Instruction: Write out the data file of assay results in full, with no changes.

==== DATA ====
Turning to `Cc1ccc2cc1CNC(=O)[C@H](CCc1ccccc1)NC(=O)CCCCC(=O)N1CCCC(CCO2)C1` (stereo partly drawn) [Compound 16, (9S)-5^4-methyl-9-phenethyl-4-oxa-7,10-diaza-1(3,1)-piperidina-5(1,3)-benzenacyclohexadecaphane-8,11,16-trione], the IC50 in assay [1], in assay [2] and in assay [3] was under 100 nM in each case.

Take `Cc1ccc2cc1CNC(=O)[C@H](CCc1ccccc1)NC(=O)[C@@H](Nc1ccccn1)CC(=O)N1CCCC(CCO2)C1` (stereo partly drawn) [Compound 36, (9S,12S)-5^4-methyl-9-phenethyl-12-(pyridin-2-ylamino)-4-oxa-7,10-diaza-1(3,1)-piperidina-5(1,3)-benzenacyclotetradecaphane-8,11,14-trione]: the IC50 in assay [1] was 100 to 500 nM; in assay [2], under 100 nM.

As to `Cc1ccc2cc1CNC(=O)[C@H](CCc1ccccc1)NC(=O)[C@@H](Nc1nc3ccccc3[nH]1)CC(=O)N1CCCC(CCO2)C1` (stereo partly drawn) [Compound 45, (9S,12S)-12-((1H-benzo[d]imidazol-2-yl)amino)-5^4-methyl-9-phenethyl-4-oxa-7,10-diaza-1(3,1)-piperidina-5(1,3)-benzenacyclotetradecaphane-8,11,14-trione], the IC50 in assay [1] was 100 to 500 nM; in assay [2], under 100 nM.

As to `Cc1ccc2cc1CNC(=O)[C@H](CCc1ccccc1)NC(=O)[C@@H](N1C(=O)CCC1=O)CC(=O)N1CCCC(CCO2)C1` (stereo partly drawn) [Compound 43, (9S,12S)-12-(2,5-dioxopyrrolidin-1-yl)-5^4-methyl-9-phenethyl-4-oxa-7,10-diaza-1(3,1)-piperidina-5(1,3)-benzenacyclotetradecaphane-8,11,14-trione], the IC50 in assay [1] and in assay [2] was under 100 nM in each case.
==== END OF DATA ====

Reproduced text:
Turning to `Cc1ccc2cc1CNC(=O)[C@H](CCc1ccccc1)NC(=O)CCCCC(=O)N1CCCC(CCO2)C1` (stereo partly drawn) [Compound 16, (9S)-5^4-methyl-9-phenethyl-4-oxa-7,10-diaza-1(3,1)-piperidina-5(1,3)-benzenacyclohexadecaphane-8,11,16-trione], the IC50 in assay [1], in assay [2] and in assay [3] was under 100 nM in each case.

Take `Cc1ccc2cc1CNC(=O)[C@H](CCc1ccccc1)NC(=O)[C@@H](Nc1ccccn1)CC(=O)N1CCCC(CCO2)C1` (stereo partly drawn) [Compound 36, (9S,12S)-5^4-methyl-9-phenethyl-12-(pyridin-2-ylamino)-4-oxa-7,10-diaza-1(3,1)-piperidina-5(1,3)-benzenacyclotetradecaphane-8,11,14-trione]: the IC50 in assay [1] was 100 to 500 nM; in assay [2], under 100 nM.

As to `Cc1ccc2cc1CNC(=O)[C@H](CCc1ccccc1)NC(=O)[C@@H](Nc1nc3ccccc3[nH]1)CC(=O)N1CCCC(CCO2)C1` (stereo partly drawn) [Compound 45, (9S,12S)-12-((1H-benzo[d]imidazol-2-yl)amino)-5^4-methyl-9-phenethyl-4-oxa-7,10-diaza-1(3,1)-piperidina-5(1,3)-benzenacyclotetradecaphane-8,11,14-trione], the IC50 in assay [1] was 100 to 500 nM; in assay [2], under 100 nM.

As to `Cc1ccc2cc1CNC(=O)[C@H](CCc1ccccc1)NC(=O)[C@@H](N1C(=O)CCC1=O)CC(=O)N1CCCC(CCO2)C1` (stereo partly drawn) [Compound 43, (9S,12S)-12-(2,5-dioxopyrrolidin-1-yl)-5^4-methyl-9-phenethyl-4-oxa-7,10-diaza-1(3,1)-piperidina-5(1,3)-benzenacyclotetradecaphane-8,11,14-trione], the IC50 in assay [1] and in assay [2] was under 100 nM in each case.